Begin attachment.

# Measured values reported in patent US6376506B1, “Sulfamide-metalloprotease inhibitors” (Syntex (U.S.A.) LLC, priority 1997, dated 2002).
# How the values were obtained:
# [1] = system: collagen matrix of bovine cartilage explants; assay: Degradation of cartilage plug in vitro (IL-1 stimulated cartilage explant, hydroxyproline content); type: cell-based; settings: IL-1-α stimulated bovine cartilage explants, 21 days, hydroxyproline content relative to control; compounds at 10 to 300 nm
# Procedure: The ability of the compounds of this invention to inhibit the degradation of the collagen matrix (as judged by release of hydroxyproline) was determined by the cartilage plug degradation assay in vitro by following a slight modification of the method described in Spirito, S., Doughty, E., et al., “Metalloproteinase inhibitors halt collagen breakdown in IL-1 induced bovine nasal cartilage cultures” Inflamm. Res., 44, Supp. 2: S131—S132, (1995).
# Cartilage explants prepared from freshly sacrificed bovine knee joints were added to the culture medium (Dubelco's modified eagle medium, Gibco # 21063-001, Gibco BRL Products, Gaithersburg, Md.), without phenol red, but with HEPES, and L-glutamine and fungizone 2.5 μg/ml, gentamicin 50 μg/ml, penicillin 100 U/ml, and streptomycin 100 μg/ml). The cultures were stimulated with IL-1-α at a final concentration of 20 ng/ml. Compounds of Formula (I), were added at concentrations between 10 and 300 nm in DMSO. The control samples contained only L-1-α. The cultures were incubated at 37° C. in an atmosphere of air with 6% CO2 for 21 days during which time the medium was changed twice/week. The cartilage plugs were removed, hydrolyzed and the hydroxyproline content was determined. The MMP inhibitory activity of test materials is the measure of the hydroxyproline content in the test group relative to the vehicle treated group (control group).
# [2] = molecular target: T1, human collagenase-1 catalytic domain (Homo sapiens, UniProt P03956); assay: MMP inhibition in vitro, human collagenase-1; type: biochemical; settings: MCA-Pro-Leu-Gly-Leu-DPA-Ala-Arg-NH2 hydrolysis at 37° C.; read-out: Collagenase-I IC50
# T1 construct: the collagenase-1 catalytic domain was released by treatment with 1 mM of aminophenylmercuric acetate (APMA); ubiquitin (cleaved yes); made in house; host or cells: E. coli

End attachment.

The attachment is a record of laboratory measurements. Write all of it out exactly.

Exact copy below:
# Measured values reported in patent US6376506B1, “Sulfamide-metalloprotease inhibitors” (Syntex (U.S.A.) LLC, priority 1997, dated 2002).
# How the values were obtained:
# [1] = system: collagen matrix of bovine cartilage explants; assay: Degradation of cartilage plug in vitro (IL-1 stimulated cartilage explant, hydroxyproline content); type: cell-based; settings: IL-1-α stimulated bovine cartilage explants, 21 days, hydroxyproline content relative to control; compounds at 10 to 300 nm
# Procedure: The ability of the compounds of this invention to inhibit the degradation of the collagen matrix (as judged by release of hydroxyproline) was determined by the cartilage plug degradation assay in vitro by following a slight modification of the method described in Spirito, S., Doughty, E., et al., “Metalloproteinase inhibitors halt collagen breakdown in IL-1 induced bovine nasal cartilage cultures” Inflamm. Res., 44, Supp. 2: S131—S132, (1995).
# Cartilage explants prepared from freshly sacrificed bovine knee joints were added to the culture medium (Dubelco's modified eagle medium, Gibco # 21063-001, Gibco BRL Products, Gaithersburg, Md.), without phenol red, but with HEPES, and L-glutamine and fungizone 2.5 μg/ml, gentamicin 50 μg/ml, penicillin 100 U/ml, and streptomycin 100 μg/ml). The cultures were stimulated with IL-1-α at a final concentration of 20 ng/ml. Compounds of Formula (I), were added at concentrations between 10 and 300 nm in DMSO. The control samples contained only L-1-α. The cultures were incubated at 37° C. in an atmosphere of air with 6% CO2 for 21 days during which time the medium was changed twice/week. The cartilage plugs were removed, hydrolyzed and the hydroxyproline content was determined. The MMP inhibitory activity of test materials is the measure of the hydroxyproline content in the test group relative to the vehicle treated group (control group).
# [2] = molecular target: T1, human collagenase-1 catalytic domain (Homo sapiens, UniProt P03956); assay: MMP inhibition in vitro, human collagenase-1; type: biochemical; settings: MCA-Pro-Leu-Gly-Leu-DPA-Ala-Arg-NH2 hydrolysis at 37° C.; read-out: Collagenase-I IC50
# T1 construct: the collagenase-1 catalytic domain was released by treatment with 1 mM of aminophenylmercuric acetate (APMA); ubiquitin (cleaved yes); made in house; host or cells: E. coli